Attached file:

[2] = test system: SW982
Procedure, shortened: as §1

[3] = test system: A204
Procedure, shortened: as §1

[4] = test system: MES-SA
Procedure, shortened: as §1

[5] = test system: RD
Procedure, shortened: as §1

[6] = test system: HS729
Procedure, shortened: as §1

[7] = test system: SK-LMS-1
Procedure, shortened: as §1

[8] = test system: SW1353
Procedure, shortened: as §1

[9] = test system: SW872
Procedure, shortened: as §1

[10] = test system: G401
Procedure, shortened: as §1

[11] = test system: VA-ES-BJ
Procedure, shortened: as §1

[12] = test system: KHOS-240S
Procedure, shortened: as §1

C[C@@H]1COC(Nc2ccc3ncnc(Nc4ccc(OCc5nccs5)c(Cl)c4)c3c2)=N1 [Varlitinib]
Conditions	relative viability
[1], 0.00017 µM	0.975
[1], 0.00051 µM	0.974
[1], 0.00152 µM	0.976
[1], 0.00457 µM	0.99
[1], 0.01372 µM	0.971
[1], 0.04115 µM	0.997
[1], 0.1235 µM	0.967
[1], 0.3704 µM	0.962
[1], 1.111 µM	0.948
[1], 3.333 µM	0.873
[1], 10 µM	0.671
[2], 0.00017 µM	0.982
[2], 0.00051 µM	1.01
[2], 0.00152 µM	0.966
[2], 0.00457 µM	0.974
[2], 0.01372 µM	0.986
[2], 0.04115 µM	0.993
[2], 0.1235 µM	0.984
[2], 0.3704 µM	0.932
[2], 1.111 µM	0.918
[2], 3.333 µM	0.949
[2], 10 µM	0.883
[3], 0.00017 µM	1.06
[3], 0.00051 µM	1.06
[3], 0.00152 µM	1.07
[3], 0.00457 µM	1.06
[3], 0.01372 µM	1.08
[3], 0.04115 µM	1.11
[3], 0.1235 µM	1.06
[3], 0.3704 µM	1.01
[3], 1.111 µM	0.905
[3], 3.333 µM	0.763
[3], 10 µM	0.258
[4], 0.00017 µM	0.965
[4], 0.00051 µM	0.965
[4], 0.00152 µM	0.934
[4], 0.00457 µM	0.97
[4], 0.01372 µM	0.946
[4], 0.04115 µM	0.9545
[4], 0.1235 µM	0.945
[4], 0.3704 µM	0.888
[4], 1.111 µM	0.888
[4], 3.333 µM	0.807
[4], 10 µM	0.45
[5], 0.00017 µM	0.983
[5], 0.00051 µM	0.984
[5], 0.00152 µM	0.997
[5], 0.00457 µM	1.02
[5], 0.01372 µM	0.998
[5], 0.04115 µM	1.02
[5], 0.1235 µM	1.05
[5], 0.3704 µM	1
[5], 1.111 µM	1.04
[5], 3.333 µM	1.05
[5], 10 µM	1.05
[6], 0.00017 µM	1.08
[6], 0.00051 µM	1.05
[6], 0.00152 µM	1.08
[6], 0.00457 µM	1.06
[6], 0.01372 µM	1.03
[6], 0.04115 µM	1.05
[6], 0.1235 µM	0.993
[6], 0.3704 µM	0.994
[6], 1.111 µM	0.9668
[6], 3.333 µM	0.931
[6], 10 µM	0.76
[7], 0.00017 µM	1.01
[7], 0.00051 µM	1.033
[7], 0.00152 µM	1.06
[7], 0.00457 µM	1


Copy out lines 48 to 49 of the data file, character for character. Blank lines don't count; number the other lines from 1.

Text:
[3], 0.00051 µM	1.06
[3], 0.00152 µM	1.07